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Journal of Regenerative Medicine ISSN: 2325-9620

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Letter to Editor, J Regen Med Vol: 3 Issue: 1

Platelet-Rich Plasma Therapies:In the Right Pathway to Find their Regulatory Niche

Eduardo Anitua, Roberto Prado and Gorka Orive*
Eduardo Anitua Foundation, Spain
Corresponding author : Dr. Gorka Orive
Eduardo Anitua Foundation, Vitoria, Spain, Jacinto Quincoces, 39, 01007 Vitoria (Álava). Spain
Tel: +34 945 160 653,
E-mail: [email protected]
Received: July 10, 2013 Accepted: August 01, 2014 Published: August 06, 2014
Citation: Orive G (2014) Platelet-Rich Plasma Therapies: In the Right Pathway to Find their Regulatory Niche. J Regen Med 3:1 doi:10.4172/2325-9620.1000112

Abstract

Platelet-Rich Plasma Therapies:In the Right Pathway to Find their Regulatory Niche

The Spanish Agency of Medicines and Medical Devices (AEMPS) has recently regulated the use of platelet-rich plasma (PRP), that is,patient’s own plasma enriched in platelets and therefore in proteins and growth factors, as a human use drug. It is the first time that one regulatory agency worldwide categorizes these types of therapeutic therapies. According to AEMPS, PRP approaches cannot be considered as an advanced-therapy medicinal product. PRPs are classified as non-industrial biological medicines, being subjected to a strict regulation in terms of production, validation, efficacy and safety.

Keywords:

The Spanish Agency of Medicines and Medical Devices (AEMPS) has recently regulated the use of platelet-rich plasma (PRP), that is, patient’s own plasma enriched in platelets and therefore in proteins and growth factors, as a human use drug [1]. It is the first time that one regulatory agency worldwide categorizes these types of therapeutic therapies. According to AEMPS, PRP approaches cannot be considered as an advanced-therapy medicinal product. PRPs are classified as non-industrial biological medicines, being subjected to a strict regulation in terms of production, validation, efficacy and safety. The latter will open new avenues for a multimillion-dollar field that is expanding through the States and Europe.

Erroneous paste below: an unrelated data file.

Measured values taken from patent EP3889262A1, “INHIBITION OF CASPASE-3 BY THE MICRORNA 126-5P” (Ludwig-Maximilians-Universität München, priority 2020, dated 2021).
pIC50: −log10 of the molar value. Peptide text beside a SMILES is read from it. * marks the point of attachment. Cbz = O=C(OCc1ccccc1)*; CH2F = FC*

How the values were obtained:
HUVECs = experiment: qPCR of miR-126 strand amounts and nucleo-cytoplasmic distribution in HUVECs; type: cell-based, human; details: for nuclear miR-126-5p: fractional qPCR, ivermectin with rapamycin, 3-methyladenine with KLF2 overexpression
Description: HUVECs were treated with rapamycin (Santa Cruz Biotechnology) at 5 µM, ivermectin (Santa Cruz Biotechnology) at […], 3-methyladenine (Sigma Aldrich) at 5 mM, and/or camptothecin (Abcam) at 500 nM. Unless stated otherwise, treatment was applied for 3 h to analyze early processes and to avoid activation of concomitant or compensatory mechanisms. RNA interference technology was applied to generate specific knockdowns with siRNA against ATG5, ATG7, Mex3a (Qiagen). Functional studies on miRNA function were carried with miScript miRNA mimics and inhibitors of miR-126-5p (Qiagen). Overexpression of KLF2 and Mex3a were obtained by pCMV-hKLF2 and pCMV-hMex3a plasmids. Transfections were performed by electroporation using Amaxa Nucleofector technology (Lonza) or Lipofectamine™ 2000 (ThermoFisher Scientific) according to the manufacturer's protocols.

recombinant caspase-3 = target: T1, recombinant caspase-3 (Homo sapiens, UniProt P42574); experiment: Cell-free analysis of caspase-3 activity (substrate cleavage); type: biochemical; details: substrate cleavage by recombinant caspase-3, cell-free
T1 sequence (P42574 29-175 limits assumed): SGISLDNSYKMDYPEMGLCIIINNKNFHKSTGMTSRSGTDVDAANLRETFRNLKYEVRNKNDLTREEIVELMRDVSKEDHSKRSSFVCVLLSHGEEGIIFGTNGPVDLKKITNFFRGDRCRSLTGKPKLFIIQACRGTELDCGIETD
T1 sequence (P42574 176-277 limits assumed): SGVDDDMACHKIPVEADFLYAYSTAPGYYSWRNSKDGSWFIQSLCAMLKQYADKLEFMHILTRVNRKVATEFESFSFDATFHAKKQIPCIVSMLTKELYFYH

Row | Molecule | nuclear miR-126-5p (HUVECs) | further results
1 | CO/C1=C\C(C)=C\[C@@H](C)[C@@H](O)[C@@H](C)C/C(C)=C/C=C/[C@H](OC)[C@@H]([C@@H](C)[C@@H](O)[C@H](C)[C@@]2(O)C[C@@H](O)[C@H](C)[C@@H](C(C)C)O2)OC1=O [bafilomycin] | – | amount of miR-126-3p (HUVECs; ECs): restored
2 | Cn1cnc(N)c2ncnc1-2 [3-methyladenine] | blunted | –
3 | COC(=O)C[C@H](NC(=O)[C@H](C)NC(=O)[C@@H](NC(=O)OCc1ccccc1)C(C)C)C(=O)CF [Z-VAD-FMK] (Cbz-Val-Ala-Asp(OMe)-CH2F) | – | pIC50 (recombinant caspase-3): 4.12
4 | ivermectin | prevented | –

Although it is a groundbreaking new and relevant advance for the biologics, there are several concerns and challenges that we would like to address. For example, it would be desirable that other regulatory bodies would regulate the use of PRP, because depending on the country, this type of advanced regulation is unclear or absent. Another important issue is the regulatory framework that must govern the use of PRP in the ex vivo procedures in stem cell therapy [2], such as supplements for stem cell culture medium. A recently randomized controlled trial published in The Lancet [3] used as a supplement in the culture medium in the expansion of adipose-derived stem cells a type of PRP as a substitute for fetal calf serum. It is feasible to remove all xenogeneic substances using PRP in such procedures. The PRP is a substitute for fetal bovine serum (FBS) thereby removing all concerns of use in humans because of its animal origin [4]. Furthermore, a more strict definition and rules of the requirements related to efficacy and safety based on clinical trials would be desirable.

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